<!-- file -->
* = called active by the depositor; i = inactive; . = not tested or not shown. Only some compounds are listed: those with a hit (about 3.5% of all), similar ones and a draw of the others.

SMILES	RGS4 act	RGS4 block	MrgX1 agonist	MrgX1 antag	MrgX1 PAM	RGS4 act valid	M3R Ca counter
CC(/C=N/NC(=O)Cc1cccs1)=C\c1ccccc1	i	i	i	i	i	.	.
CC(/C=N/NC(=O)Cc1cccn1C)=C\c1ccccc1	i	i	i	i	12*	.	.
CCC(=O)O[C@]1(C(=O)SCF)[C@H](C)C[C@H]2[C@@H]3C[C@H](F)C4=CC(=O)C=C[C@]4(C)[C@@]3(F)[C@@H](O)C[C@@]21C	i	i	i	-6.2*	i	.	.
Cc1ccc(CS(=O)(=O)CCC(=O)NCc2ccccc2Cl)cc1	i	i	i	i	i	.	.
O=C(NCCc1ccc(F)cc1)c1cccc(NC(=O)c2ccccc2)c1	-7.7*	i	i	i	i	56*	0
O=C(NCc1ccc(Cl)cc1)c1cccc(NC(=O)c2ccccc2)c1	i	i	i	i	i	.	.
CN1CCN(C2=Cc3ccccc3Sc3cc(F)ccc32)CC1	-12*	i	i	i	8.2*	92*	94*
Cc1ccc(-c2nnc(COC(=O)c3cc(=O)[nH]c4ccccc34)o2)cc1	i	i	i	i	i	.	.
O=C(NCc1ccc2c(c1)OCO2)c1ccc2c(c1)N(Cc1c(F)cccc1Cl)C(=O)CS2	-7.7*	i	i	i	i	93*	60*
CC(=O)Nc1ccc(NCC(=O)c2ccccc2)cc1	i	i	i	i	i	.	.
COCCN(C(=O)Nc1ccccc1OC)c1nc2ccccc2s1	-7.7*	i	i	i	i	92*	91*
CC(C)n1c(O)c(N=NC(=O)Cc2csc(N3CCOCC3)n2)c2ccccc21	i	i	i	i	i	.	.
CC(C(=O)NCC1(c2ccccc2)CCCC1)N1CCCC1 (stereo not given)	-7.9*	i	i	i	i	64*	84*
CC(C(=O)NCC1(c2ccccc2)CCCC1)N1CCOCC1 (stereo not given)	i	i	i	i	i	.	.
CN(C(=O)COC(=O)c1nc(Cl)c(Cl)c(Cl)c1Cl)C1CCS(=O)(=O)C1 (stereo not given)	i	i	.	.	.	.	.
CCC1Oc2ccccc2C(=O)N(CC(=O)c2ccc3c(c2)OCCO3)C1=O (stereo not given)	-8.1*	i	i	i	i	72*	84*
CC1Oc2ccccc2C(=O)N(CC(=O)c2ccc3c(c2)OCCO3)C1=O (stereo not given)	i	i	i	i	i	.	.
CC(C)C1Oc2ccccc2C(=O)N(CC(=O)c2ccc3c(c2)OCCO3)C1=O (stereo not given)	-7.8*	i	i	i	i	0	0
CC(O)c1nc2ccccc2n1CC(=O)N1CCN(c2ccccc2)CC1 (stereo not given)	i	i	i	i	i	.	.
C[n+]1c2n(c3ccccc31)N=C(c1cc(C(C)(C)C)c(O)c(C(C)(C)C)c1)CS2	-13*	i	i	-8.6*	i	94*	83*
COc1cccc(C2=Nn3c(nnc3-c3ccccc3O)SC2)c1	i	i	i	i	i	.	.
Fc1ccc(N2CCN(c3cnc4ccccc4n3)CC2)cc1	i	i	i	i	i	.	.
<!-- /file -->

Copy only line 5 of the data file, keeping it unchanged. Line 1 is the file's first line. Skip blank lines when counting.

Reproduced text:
CCC(=O)O[C@]1(C(=O)SCF)[C@H](C)C[C@H]2[C@@H]3C[C@H](F)C4=CC(=O)C=C[C@]4(C)[C@@]3(F)[C@@H](O)C[C@@]21C	i	i	i	-6.2*	i	.	.